Europe’s Top Human Rights Court to Rule on Landmark Euthanasia Case

Mortier says that Belgium violated the European Convention on Human Rights for failing to adequately protect the right to life of his mother, who suffered severe mental difficulties and coped with depression throughout her life.

(photo: ADF International / ADF International)

GEHANDU, Tanzania — The European Court of Human Rights is set to rule in a landmark euthanasia case on Tuesday on whether Belgium wrongly allowed a woman to be euthanized by lethal injection on the grounds of “untreatable depression.” 

Tom Mortier is the son of Godelieva de Troyer, who died in 2012 after she had approached the country’s leading euthanasia advocate, who ultimately agreed to euthanize her despite being a cancer specialist.

Before her death by euthanasia at age 64, neither her son nor any family member was consulted, according to a statement by the Christan legal group Alliance Defending Freedom (ADF International).

Mortier says that Belgium violated the European Convention on Human Rights for failing to adequately protect the right to life of his mother, who suffered severe mental difficulties and coped with depression throughout her life. 

“She was treated for years by psychiatrists, and sadly, she and I lost contact for some time. It was during this time that she died by way of lethal injection. Never could I have imagined that we would be parted forever,” he said. 

Over a period of just a few months, de Troyer made a financial payment to a Belgian euthanasia advocate’s organization. He referred her to see other doctors who were also part of the same association, despite a requirement for independent opinions in the case of individuals not expected to die soon, according to ADF International. 

The same doctor that euthanized her is also co-chair of the federal commission charged with approving euthanasia cases after the fact.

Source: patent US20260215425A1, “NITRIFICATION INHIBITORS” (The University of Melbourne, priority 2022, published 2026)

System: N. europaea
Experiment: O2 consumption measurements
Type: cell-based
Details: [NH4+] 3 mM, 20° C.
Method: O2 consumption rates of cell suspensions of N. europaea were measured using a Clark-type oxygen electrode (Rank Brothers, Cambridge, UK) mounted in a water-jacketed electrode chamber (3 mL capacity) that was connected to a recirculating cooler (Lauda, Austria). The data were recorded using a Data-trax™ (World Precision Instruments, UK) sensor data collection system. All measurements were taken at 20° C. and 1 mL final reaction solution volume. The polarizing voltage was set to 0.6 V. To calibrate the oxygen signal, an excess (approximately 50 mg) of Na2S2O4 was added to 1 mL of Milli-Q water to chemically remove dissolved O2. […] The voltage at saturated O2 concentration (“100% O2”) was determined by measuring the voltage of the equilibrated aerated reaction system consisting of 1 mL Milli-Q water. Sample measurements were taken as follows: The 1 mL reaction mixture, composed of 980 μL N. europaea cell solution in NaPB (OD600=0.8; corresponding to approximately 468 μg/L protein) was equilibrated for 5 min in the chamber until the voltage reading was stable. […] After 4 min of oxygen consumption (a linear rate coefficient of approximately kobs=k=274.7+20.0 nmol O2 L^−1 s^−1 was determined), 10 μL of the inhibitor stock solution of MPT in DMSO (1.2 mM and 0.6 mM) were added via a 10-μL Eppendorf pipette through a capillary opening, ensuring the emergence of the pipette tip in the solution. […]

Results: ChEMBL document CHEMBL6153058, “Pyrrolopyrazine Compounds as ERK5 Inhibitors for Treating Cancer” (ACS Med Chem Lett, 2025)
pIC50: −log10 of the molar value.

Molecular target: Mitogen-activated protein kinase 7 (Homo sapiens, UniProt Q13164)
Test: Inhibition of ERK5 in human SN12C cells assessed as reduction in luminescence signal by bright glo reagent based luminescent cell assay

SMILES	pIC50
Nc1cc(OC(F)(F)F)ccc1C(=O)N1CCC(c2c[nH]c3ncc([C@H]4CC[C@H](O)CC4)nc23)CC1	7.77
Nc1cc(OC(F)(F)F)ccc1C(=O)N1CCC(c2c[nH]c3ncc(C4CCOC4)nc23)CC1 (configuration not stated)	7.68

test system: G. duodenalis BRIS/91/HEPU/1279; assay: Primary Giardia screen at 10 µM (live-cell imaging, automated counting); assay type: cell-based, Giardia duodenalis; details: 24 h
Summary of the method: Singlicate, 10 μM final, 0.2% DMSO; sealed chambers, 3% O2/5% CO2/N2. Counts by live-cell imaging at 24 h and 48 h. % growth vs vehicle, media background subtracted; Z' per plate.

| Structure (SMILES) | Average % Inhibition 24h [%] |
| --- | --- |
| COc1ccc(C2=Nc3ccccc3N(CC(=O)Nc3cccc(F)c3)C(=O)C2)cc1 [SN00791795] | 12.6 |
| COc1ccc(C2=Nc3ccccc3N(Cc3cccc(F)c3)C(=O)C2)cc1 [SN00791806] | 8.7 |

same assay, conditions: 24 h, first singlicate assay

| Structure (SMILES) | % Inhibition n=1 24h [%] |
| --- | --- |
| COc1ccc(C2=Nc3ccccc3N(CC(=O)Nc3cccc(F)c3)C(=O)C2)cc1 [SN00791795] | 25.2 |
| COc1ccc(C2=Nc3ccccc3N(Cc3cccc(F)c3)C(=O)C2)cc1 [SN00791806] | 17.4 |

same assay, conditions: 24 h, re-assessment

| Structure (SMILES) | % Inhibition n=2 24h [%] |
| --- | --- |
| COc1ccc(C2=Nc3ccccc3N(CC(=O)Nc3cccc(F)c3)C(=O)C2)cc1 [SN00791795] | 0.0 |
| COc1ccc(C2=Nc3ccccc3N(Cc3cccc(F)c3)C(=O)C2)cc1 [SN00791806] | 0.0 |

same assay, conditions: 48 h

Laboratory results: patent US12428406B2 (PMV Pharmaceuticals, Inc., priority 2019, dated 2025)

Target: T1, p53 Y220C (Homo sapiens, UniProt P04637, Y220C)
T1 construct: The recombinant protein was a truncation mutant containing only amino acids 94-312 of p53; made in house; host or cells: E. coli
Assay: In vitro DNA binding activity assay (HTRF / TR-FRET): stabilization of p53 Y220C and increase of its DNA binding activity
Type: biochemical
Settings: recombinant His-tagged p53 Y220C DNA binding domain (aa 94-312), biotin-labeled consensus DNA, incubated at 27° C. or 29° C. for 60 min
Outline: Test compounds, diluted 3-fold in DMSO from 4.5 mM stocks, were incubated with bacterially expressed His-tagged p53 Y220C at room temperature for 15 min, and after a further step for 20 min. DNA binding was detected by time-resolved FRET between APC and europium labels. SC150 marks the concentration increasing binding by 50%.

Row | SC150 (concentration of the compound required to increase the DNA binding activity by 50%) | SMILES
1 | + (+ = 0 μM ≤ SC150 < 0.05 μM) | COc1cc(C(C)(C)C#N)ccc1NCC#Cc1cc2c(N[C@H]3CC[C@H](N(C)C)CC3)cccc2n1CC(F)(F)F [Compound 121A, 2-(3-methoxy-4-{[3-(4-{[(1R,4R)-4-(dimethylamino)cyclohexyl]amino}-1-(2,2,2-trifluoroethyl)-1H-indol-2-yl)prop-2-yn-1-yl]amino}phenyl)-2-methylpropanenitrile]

Countries such as Belgium and the Netherlands have been at the forefront of offering euthanasia and assisted suicide, and doctors who personally object to the practice must still refer patients.

Vincent Kemme, the founder of the Belgian bioethics organization Biofides, told EWTN News in September that his organization has observed a shift in recent years, especially in the low countries of Europe, away from conscience protections for the medical profession: 

“In Europe and the United States, the introduction of relativism and moral subjectivism has completely changed the profession of the doctor,” Kemme told EWTN News.

Under Belgian law, euthanasia is permissible when a “medically futile condition of constant and unbearable physical or mental suffering” resulting from a severe and incurable disorder caused by illness or accident cannot be alleviated.

Over 27,000 people have died from euthanasia in Belgium since it was legalized 20 years ago, on May 28, 2002, according to the latest official data from Belgian authorities, ADF said.

Belgium’s law even allows minors of any age who are diagnosed as terminally ill to request euthanasia. Parental consent, as well as the agreement of doctors and psychiatrists, is required.

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